Rebecca Lehmann

The Afterlife
May 22, 2019 Lehmann Rebecca

The Afterlife

After life, pelicans glide above a shut-
down bridge. After the bridge, a tuft

of buffalo grass bending in a dirt field.
Life winks after us. It wants to ride again,

but it’s lost its ticket. Like if you had two
chocolates, and wanted to save one for later.

You try and try, the chocolate sweating
in your palm like dynamite, like the explosion

of death, wedding you to broken boards
and pilled bugs. Nothing to mount

on the walls, no washed out cow skulls.
No daguerreotypes of long forgotten soldiers

that hang from unanchored screws
like busted saviors, like the afterlife itself,

old plaid vest left flapping against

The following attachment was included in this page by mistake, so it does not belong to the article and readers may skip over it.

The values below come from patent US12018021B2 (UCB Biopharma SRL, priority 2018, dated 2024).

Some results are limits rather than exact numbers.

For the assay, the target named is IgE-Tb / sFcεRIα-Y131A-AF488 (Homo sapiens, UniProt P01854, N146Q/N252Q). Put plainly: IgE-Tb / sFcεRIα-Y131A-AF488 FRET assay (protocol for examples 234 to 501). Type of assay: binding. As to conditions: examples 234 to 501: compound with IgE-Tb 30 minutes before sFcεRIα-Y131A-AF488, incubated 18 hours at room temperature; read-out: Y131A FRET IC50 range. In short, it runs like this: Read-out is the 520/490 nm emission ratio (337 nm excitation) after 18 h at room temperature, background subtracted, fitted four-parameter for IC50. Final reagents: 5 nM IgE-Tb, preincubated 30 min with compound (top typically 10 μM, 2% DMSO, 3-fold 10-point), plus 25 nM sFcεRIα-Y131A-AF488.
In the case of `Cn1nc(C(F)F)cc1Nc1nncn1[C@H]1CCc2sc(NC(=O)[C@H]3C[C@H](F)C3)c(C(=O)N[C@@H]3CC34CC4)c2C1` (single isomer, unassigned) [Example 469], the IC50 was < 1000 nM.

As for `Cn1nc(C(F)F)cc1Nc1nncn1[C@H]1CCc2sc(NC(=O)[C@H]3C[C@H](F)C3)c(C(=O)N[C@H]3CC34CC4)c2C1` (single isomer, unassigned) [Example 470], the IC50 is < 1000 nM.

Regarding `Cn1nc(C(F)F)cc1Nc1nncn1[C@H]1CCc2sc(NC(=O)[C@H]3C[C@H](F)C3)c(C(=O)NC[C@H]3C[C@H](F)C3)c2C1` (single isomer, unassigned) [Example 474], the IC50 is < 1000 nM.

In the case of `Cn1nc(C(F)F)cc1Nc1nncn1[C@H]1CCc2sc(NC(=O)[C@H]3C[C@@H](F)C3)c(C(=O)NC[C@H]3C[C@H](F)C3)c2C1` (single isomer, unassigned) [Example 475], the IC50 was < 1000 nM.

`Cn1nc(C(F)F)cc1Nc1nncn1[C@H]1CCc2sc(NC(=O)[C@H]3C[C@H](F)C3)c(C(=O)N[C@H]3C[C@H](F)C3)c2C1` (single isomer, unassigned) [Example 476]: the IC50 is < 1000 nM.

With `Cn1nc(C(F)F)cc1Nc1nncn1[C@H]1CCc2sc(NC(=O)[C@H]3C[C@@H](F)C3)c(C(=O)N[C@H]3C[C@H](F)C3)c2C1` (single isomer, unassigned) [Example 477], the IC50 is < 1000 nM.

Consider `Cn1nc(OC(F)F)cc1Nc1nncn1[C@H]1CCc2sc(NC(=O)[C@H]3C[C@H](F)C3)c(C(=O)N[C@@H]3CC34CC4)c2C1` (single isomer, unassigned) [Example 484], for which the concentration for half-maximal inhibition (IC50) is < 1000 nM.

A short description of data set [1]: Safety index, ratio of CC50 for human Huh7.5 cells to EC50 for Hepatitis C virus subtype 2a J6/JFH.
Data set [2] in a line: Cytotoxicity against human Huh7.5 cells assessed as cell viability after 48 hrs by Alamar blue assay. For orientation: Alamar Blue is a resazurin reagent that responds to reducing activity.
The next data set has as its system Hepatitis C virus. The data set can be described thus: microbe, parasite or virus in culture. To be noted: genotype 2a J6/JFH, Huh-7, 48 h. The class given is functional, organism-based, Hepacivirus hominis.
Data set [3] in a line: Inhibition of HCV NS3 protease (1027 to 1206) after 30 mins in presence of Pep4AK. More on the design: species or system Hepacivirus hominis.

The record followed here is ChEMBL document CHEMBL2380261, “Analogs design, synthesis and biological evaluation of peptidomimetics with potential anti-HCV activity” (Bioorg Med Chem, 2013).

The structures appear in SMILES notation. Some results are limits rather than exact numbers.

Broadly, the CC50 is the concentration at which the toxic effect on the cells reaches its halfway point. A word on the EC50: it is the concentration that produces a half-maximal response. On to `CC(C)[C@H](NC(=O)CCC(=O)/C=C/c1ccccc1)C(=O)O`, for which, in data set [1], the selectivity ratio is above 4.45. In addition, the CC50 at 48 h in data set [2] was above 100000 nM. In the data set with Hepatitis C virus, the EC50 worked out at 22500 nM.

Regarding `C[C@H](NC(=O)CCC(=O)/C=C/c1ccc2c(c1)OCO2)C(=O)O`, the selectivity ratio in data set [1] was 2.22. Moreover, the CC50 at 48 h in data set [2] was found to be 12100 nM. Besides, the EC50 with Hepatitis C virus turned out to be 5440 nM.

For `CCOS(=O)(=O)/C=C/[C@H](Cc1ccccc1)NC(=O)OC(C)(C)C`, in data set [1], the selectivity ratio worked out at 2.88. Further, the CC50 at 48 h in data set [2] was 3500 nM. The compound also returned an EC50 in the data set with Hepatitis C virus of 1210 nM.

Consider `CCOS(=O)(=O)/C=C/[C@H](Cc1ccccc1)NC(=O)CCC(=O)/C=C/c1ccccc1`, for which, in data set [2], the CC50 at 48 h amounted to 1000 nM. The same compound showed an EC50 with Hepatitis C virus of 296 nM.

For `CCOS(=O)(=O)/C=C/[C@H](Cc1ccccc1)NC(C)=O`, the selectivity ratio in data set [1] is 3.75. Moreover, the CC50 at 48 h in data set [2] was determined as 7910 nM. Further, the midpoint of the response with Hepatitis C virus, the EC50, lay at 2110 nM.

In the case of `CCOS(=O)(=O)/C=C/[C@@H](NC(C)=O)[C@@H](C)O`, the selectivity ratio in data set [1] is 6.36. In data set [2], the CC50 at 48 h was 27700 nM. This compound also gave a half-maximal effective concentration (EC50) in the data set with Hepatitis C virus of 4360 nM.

the wooden pole of an electric fence,

that isn’t really keeping anything
in or out, but still holds its charge,

still slaps the back of a little boy’s hand
as he reaches for a deer’s shed antler.

Rebecca Lehmann is the author of the poetry collections Ringer, winner of the 2018 Donald Hall Prize for Poetry and published by University of Pittsburgh Press in 2019, and Between the Crackups (Salt, 2011). Her poetry and nonfiction has been published in Tin House, Boston Review, Ploughshares, Copper Nickel, and featured on The Slowdown with Tracy K. Smith on NPR, The Academy of American Poets Poem-a-Day Project, the New York Public Library Poem in Your Pocket program, Longreads and other venues. She lives in Indiana, where she is Assistant Professor of English at Saint Mary’s College.